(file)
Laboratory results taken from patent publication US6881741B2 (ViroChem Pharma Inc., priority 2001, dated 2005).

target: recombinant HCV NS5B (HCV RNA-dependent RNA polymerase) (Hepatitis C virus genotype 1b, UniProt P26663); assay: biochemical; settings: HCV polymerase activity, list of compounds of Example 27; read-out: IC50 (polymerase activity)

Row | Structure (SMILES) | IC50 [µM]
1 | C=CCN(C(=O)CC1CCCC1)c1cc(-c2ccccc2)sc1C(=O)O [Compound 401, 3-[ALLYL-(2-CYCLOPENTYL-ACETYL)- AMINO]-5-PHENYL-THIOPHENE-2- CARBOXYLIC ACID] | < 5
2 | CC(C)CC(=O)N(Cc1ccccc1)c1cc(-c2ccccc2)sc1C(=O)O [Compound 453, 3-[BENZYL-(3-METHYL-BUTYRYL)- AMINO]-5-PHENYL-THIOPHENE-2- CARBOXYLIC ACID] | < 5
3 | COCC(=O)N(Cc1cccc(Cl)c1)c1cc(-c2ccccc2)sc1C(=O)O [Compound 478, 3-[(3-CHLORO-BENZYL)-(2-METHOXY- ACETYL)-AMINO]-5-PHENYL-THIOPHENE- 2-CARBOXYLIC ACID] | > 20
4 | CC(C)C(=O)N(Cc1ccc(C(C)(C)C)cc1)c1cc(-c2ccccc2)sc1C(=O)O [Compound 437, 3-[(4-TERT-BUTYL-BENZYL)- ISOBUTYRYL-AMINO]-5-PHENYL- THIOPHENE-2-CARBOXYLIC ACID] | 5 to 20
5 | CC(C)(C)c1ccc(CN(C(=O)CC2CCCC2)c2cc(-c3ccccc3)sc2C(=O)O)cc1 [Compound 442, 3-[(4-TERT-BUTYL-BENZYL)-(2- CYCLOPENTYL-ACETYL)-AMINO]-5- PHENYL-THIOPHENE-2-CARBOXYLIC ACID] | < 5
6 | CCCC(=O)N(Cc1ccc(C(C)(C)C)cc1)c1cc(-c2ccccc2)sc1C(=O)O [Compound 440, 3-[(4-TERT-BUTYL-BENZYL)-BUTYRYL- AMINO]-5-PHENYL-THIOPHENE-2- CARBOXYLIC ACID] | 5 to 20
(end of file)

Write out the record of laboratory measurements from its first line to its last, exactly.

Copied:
Laboratory results taken from patent publication US6881741B2 (ViroChem Pharma Inc., priority 2001, dated 2005).

target: recombinant HCV NS5B (HCV RNA-dependent RNA polymerase) (Hepatitis C virus genotype 1b, UniProt P26663); assay: biochemical; settings: HCV polymerase activity, list of compounds of Example 27; read-out: IC50 (polymerase activity)

Row | Structure (SMILES) | IC50 [µM]
1 | C=CCN(C(=O)CC1CCCC1)c1cc(-c2ccccc2)sc1C(=O)O [Compound 401, 3-[ALLYL-(2-CYCLOPENTYL-ACETYL)- AMINO]-5-PHENYL-THIOPHENE-2- CARBOXYLIC ACID] | < 5
2 | CC(C)CC(=O)N(Cc1ccccc1)c1cc(-c2ccccc2)sc1C(=O)O [Compound 453, 3-[BENZYL-(3-METHYL-BUTYRYL)- AMINO]-5-PHENYL-THIOPHENE-2- CARBOXYLIC ACID] | < 5
3 | COCC(=O)N(Cc1cccc(Cl)c1)c1cc(-c2ccccc2)sc1C(=O)O [Compound 478, 3-[(3-CHLORO-BENZYL)-(2-METHOXY- ACETYL)-AMINO]-5-PHENYL-THIOPHENE- 2-CARBOXYLIC ACID] | > 20
4 | CC(C)C(=O)N(Cc1ccc(C(C)(C)C)cc1)c1cc(-c2ccccc2)sc1C(=O)O [Compound 437, 3-[(4-TERT-BUTYL-BENZYL)- ISOBUTYRYL-AMINO]-5-PHENYL- THIOPHENE-2-CARBOXYLIC ACID] | 5 to 20
5 | CC(C)(C)c1ccc(CN(C(=O)CC2CCCC2)c2cc(-c3ccccc3)sc2C(=O)O)cc1 [Compound 442, 3-[(4-TERT-BUTYL-BENZYL)-(2- CYCLOPENTYL-ACETYL)-AMINO]-5- PHENYL-THIOPHENE-2-CARBOXYLIC ACID] | < 5
6 | CCCC(=O)N(Cc1ccc(C(C)(C)C)cc1)c1cc(-c2ccccc2)sc1C(=O)O [Compound 440, 3-[(4-TERT-BUTYL-BENZYL)-BUTYRYL- AMINO]-5-PHENYL-THIOPHENE-2- CARBOXYLIC ACID] | 5 to 20